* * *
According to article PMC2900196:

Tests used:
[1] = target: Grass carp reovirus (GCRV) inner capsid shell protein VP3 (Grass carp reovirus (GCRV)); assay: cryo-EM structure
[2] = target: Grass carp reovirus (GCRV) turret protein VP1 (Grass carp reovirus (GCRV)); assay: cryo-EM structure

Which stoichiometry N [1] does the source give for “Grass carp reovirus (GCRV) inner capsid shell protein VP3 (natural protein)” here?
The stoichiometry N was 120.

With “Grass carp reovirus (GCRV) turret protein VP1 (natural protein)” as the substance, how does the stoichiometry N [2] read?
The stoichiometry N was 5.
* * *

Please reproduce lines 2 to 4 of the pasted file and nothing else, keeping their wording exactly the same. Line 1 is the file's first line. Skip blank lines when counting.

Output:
Tests used:
[1] = target: Grass carp reovirus (GCRV) inner capsid shell protein VP3 (Grass carp reovirus (GCRV)); assay: cryo-EM structure
[2] = target: Grass carp reovirus (GCRV) turret protein VP1 (Grass carp reovirus (GCRV)); assay: cryo-EM structure